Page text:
AAM Interview Part Two with Diva Katherine Tomlinson.
Youse are gonna crush so hard on this broad, it's really not funny. She's a brilliant writer, adores vinty clothing, fierce broads with a voice and pulparific divas, and she's hilarsquared. What's not to love?!
Katherine inspires the hell out of a girl, she goes after what she wants with the drive of a dozen Harvard grads on scholarship-- she's that fearless and fierce. From screenwriter, to television writer, and essayist with a forthcoming title, to her present day role of editor at Astonishing Adventures Magazine.
I was most thrilled when Katherine agreed to this interview because I wondered if pulp was primarily a male genre and about her spin on pulp's impact on feminism. She genially answered all of my questions - what a mensch - and her answers are enlightening as hell.
Meet Katherine Tomlinson Editor of Astonishing Adventures Magazine...
KATIE: Is there a misconception that pulp is more of a "male" genre, if so, why?
KATHERINE: I think there IS a misconception, probably because the pulp writers that get the most press are men. Mickey Spillane had that whole tough guy image going on with the fedora and the trench coat. Cornell Woolrich, author of the most horrifying beautiful line in all of pulp fiction (“First you dream and then you die”) is rightfully reckoned a pulp god. I first read writers like Hugh B. Cave in my brother’s BOY’S LIFE Magazine because SEVENTEEN Magazine wasn’t publishing anything more interesting than makeup tips. But if you go beyond the obvious genres you find in pulp (war stories and hard-boiled detective tales) and start looking at adventure stories and melodramatic love stories, it’s not much of a journey to romance novels and gothic novels and other sub-genres that are considered exclusively “female.” So there’s a continuum in pulp’s appeal across the sexual spectrum.
I also think that the whole concept of sexual stereotyping is soon to be a thing of the past. Gender role expectations are just irrelevant today. When you have access to any kind of entertainment you want, with nobody looking over your shoulder like they would at the library check-out desk, you’re free to explore whatever pulp worlds tickle your fancy. I’d be interested to know what other people think of this question. I really do think the answers might differ depending on generations.
KATIE: What do you love about pulp? What does it represent to you?
KATHERINE: To me, pulp represents pure entertainment. Pulp is without pretense. It revels in its chosen genre. It fulfills expectations. It gives you good value for money. There’s a reason IRON MAN is going to make a gazillion dollars this summer while other movies die at the box office. Pulp will not let you down. There are conventions to the various pulp genres, and certainly there is formula. But there is always, always, always a good story.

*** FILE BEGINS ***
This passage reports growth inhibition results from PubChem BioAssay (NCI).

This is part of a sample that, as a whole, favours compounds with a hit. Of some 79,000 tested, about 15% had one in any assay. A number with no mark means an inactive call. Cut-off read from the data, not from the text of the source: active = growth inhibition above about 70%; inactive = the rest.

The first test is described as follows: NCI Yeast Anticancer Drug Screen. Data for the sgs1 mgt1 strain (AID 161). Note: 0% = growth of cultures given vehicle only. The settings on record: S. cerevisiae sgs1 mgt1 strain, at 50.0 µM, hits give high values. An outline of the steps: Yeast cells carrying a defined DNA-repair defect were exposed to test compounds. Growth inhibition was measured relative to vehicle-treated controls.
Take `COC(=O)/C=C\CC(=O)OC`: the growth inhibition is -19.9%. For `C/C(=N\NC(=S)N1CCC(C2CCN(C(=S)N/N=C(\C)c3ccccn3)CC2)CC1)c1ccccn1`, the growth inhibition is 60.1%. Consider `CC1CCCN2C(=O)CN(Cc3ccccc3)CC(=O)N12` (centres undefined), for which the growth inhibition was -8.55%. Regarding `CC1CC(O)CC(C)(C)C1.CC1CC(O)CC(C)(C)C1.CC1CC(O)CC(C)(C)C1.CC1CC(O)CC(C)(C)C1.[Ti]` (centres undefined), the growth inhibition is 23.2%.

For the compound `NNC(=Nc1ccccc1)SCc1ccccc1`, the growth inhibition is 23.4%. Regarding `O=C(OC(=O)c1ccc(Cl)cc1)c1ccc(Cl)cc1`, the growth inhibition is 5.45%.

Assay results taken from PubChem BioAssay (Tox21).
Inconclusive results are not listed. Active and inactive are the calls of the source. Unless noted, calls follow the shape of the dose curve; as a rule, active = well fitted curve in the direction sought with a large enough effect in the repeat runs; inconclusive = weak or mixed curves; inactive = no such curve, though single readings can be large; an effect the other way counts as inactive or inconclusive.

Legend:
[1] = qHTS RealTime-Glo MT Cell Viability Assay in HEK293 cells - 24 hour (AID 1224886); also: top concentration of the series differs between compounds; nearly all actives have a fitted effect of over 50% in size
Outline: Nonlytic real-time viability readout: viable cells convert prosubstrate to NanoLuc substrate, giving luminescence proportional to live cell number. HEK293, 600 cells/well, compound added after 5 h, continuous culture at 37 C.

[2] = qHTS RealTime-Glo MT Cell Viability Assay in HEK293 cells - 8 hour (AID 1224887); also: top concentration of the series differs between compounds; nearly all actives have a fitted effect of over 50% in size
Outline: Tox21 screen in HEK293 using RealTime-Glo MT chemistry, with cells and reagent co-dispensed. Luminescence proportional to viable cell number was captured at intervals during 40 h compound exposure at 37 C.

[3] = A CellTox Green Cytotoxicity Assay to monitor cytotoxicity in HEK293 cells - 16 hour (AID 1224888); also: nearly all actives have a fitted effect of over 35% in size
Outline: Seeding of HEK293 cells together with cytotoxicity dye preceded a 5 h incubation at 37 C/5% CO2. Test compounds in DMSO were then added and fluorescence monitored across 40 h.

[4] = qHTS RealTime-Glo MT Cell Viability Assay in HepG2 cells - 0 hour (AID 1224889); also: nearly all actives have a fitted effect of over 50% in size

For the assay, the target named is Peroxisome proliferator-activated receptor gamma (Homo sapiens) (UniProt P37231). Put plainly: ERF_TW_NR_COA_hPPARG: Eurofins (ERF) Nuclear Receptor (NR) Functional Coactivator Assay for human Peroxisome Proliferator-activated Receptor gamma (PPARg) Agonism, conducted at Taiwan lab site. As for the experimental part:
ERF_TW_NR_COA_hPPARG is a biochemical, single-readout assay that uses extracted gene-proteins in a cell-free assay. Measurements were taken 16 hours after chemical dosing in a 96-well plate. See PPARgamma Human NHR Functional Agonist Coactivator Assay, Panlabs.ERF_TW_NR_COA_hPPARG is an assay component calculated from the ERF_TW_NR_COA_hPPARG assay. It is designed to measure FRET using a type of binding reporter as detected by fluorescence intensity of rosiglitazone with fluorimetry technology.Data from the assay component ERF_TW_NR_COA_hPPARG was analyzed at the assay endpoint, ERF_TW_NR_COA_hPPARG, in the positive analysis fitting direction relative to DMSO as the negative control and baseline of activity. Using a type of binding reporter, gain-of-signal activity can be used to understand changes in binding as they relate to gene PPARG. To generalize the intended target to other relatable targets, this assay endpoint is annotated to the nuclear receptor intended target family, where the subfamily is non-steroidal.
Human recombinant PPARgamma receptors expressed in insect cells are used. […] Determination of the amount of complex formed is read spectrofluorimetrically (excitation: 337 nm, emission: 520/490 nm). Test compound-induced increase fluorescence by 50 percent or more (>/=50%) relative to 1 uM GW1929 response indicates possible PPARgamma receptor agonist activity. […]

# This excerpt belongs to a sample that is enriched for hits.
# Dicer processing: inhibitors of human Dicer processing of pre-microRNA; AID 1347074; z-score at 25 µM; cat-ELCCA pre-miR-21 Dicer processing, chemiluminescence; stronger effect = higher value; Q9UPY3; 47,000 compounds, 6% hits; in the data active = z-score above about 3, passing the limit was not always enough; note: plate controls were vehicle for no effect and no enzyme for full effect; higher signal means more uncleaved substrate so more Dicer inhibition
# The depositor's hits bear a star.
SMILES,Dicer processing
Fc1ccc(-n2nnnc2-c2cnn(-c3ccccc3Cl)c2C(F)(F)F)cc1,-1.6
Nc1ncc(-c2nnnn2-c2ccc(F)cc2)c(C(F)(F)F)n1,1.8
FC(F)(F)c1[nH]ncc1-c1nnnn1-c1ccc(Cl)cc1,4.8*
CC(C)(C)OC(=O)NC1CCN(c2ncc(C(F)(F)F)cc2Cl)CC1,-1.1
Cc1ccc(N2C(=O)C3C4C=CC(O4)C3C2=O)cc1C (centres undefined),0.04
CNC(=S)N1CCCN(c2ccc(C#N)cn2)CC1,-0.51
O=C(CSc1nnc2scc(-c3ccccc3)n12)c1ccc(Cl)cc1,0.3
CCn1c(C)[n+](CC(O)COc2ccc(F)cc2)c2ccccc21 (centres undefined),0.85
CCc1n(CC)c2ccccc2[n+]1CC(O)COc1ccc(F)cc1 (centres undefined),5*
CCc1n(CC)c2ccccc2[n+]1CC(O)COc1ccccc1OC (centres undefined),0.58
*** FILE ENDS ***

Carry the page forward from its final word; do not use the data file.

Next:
KATIE: Do you feel pulp has impacted feminism in any way and if so, how?
KATHERINE: Pulp empowered and continues to empower women. Pulp gave us dragon ladies and femmes fatale, black widows and dames. They were beautiful and dangerous and smart. Sure there was always the adoring little cupcake waiting at home for the detective or the soldier or the starship captain, but they weren’t nearly as interesting as the villainesses who slithered across their paths.
Also, pulp’s first cousin, comic books, offered all those great heroines who could stand toe to toe with the caped wonders and the masked men and kick ass with relish.
KATIE: What do you love most about AAM?
KATHERINE: I love that it exists. It offers me a place to celebrate my love of pulp and my appreciation of dead (and dead sexy) character actors. It’s a place to play with like-minded people and a great venue. I love that there are so many people willing to contribute their work for the love of the genre.
KATIE: Where do you hope to see AAM over the next 5 years?
KATHERINE: I’d like to see ir thriving as a bi-monthly. I’d like to see the print version on sale both online and in Bookstar and Borders throughout the world. I would love to publish some submissions from outside the U.S. I’d like to see more stories from women, which goes back to your original question about women and pulp.
I’d like to see AAM become the same kind of force for pulp that AICN is for all things film geek. I’d like to see it become a prestigious venue for modern pulp-fiction, the way CEMETERY DANCE has become the showcase for modern horror. It should be the magazine that introduces hot new talents to the world. It should be a place where old pros play around with a favorite genre.
One of our writers suggested that we develop an AAM imprint for pulp fiction the way prestigious publishing houses create imprints for their favorite editors in their favorite genres. I love that idea.
KATIE: Has AAM met or exceed your expectations?
KATHERINE: Each issue has been better than the last. That’s exciting. I think we’re hitting our stride after almost a year of publication and that AAM 2.0 is going to be awesome. It would make me really happy if every single person reading this interview sent me a story or an illustration.
You can buy the latest edition of Astonishing Adventures Magazine at Amazon.com and the first edition at Lulu.com. Run. Read. Now.
Tonight, Tim Gallagher's Interview (Part Three) will be posted!
Thank you, Katherine! PS: Why aren't you blogging?
Sunday, May 18, 2008
AAM Interview Part Two with Diva Katherine Tomlinson.
Posted by Katie Schwartz at 7:12 AM